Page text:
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Three posibilities: The tire is defective (least likely). The tire is simply not settling onto the rim properly. You managed to twist/pinch the tube while installing. If you twisted/pinched the tube then there will be low spots, where the tire does not seem to inflate fully. If you suspect this, of course, remove and reinstall the tube. If you're ...


0

This will probably sound crazy, but I sewed up a tear in the sidewall with fishing line once. Lasted six months at least, running at full pressure on my daily commute (7 miles round trip). If I had made my seam about 1/4 inch longer than the tear on each end of the tear, it would've lasted even longer. Just be sure you're threading into the unfrayed ...


1

The dollar bill trick is good for getting home, but eventually the linen fibers will wear out. You can make your own tire boots by scrounging a tubular tire. Cut out a 7cm by 3cm rounded rectangle, and peal off the tread if you can. I found one in the trash at a local bike store three decades ago and I've only used a small portion of it. To glue it in ...


1

I always carry a spare inner tube AND a cheap small tire patch kit, plus 2 CO2 cartridges with me when I ride. That way, in theory, I can fix up to two flats on a ride. The tire patch kits go bad over time, so I replace them regularly. In practice, I have used the time patch kit to repair tire cuts much more often than I use it to fix a second flat. The ...


3

You may be surprised how long your paper patch lasts. I've used dollar bills, empty energy gel packs and they have lasted quite a long time, but now carry Park Tool Tire Boots. They have an adhesive and attach to the inside of your tire and stay put, even if you get another flat and have to change tubes. I've found that the money or paper solution will move ...


4

Well, the main advantages of tubeless is that you can run lower pressures (which comes with better shock absorption and thus control) with less risk of flats (though you should always carry a backup tube). I'm not entirely sure on where the truth is in regards to weight, but I don't think its important. The disadvantages are still having to carry a backup ...


3

Well, I hoped someone with more recent experience would chime in. It's been 20 years since I used tubulars, but here's what I remember. While the glue is important, the inflation of the tire will hold the tire to the rim. The glue is largely there to prevent the tire rolling when you're cornering hard and to keep the tire on the rim if you get a flat/slow ...


1

See for a definitive (imho conservative) answer the almighty Sheldon Brown(bottom of page). The rim width can vary a little between wheels. Having said that, I have been running 700-35c Cyclocross knobby tires on standard Shimano Ultegra road racing wheels for years without any issue. Another really good tire for commuting and light offroading (gravel) to ...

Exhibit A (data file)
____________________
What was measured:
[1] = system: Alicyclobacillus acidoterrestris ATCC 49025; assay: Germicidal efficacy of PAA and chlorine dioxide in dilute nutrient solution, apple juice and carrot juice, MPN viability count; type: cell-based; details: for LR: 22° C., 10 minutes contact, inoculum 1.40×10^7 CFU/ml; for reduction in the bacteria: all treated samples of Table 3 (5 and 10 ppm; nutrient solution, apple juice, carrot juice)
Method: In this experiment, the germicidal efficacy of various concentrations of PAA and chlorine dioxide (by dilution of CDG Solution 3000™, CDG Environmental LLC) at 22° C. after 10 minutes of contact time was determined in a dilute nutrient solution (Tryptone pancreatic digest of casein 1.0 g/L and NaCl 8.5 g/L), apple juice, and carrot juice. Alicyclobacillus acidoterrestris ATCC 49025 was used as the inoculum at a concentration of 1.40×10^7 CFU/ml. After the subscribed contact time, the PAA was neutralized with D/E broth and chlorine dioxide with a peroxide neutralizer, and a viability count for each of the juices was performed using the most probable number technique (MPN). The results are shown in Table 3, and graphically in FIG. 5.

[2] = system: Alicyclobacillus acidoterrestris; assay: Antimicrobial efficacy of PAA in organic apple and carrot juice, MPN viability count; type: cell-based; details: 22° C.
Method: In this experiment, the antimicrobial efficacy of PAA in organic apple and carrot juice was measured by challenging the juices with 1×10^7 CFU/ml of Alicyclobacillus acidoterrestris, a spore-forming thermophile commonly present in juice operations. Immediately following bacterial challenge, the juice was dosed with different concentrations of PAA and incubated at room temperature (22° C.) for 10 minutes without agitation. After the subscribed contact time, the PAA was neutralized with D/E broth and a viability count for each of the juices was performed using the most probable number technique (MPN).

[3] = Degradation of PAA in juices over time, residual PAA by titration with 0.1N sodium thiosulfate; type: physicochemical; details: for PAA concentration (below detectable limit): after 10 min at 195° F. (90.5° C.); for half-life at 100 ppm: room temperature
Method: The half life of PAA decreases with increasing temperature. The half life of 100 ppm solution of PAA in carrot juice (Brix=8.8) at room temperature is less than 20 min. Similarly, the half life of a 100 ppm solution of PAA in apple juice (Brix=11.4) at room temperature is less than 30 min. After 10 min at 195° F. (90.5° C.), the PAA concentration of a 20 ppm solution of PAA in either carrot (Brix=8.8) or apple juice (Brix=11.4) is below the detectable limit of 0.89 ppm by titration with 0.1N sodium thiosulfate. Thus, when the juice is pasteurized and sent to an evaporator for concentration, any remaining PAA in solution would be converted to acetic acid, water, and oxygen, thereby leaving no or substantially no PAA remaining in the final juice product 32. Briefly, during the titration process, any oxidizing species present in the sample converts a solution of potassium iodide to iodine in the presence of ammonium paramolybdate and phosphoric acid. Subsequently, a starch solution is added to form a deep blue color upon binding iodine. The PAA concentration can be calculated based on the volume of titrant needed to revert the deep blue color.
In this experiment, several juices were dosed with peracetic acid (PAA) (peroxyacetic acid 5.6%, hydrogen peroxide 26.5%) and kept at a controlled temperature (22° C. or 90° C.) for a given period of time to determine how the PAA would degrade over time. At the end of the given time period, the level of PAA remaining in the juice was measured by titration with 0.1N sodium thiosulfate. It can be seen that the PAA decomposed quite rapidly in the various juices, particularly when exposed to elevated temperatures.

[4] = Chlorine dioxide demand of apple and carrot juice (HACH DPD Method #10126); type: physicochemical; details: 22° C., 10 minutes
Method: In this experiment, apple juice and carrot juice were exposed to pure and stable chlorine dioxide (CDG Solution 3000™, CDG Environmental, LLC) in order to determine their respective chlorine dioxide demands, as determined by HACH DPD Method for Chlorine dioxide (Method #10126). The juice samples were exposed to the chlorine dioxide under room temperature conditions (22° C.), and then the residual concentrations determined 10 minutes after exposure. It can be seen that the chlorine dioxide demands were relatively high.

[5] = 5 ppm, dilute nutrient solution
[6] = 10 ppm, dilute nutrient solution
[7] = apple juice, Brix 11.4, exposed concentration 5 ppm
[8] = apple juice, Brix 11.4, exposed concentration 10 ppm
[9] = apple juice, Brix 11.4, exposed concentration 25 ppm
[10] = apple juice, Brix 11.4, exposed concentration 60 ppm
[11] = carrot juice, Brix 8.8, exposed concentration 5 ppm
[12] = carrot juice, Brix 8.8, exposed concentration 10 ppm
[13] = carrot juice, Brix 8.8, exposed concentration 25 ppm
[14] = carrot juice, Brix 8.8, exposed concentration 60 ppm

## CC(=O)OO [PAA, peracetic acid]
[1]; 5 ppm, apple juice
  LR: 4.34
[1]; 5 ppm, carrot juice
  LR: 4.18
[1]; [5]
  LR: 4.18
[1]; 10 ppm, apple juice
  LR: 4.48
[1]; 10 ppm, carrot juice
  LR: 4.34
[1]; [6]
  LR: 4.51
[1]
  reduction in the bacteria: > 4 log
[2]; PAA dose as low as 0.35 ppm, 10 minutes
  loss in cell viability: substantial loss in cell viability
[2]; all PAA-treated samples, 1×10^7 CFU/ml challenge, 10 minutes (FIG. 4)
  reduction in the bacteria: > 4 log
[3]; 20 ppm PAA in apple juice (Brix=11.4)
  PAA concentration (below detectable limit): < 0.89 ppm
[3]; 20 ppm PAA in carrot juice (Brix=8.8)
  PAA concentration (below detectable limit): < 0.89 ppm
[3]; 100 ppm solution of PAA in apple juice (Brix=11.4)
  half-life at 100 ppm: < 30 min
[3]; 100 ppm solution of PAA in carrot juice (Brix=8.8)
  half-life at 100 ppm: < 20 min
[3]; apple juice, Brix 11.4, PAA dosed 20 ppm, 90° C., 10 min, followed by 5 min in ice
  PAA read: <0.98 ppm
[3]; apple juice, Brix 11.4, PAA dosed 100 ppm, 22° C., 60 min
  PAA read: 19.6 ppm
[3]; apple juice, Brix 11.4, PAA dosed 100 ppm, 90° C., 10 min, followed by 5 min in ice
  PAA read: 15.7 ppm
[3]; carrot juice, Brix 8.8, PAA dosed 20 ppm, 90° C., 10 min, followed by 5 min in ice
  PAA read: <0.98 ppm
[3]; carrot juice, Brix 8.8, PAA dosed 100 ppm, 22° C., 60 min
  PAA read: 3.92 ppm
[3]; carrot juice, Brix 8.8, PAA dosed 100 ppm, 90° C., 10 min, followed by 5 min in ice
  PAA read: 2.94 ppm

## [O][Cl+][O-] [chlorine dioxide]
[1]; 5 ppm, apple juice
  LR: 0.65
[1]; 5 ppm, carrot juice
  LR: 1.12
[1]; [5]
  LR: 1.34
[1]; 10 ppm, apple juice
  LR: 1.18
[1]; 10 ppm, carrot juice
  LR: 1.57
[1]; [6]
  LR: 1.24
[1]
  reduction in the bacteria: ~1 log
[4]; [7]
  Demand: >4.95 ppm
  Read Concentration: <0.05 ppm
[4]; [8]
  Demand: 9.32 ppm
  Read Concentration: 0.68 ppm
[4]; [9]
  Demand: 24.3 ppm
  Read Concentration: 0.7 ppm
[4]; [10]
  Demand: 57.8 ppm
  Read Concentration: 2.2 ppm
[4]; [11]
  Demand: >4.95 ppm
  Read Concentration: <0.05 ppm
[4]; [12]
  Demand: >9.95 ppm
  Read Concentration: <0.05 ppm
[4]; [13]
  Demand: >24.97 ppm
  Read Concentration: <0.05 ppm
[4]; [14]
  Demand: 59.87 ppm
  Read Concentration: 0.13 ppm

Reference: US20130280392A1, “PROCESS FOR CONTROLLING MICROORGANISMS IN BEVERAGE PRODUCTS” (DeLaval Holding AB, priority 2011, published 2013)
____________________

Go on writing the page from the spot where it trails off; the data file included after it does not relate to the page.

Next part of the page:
1

Looks like the rim is a 559... From Sheldon Brown / Harris Cyclery: If your tire size is expressed as "26 x 1.25" or "26 x 1.50" or "26 x 1.75" or "26 x 1.95" or "26 x 2.1" or "26 x 2.125" or "26 x " any other decimal number, 559 mm is the size you need. Pretty much any 559 mm tire will work on any 559 mm rim, but it is best to avoid using very ...


0

I don't know if the clothing was cotton, cotton blend or what have you, but this has worked for me in the past: Using your fingernails or a dull knife or scraper, pick off as much of the excess cement from the fabric as you can. You can try gently pulling, scraping or rolling fragments as best you can I've used a little petroleum jelly rubbed on the cement ...


2

Most road frames aren't going to take tires beyond 28mm. There are exceptions. Cyclocross bikes will take wider tires. A 'cross bike makes a good commuter if it has mount points for fenders and a rack. Although tire width is a personal preference, the wider road tires are usually better for commuting on city streets. I run 35mm tires on my city bike. ...


1

Basically, you can run any width of tire that can safely clear the brakes and frame and which is not "too wide" for the rim. When considering brake/frame clearance you need to understand that a "wider" tire will not only be wider but "taller", so make sure that the outer circumference of the tire will not rub against the frame or the brake pivot (in the ...


1

Bigger tires means that you can run them at lower pressures while avoiding road hazard damage and increasing cushioning to give a better ride. They may be a bit less responsive or feel slower than some thinner tires, but this will not matter on a commute. Bigger tires also do better with heavier riders (23's require pretty high pressure for "heavy" riders to ...


2

Oh yeah, definitely put some 28s on there. They'll give you better traction, better handling ( especially on most commutes ), and more comfort. Go for a nice, durable city tire. Whatever you do, don't try to save money on tires, spend a few extra dollars on high quality tires and you'll never look back. Nice tires will last longer, perform better, and save ...


2

Three things to check: 1, Is the bead seated correctly. It's pretty common to get tyres blowing off the rim if they're not seated correctly. That said, this usually leads to an exploding tube rather than the tyre just coming off 2, As Daniel R Hicks said, are the rims so worn they're expanding? 3, Check the rim for dings and warping as Malarky sort of says, ...



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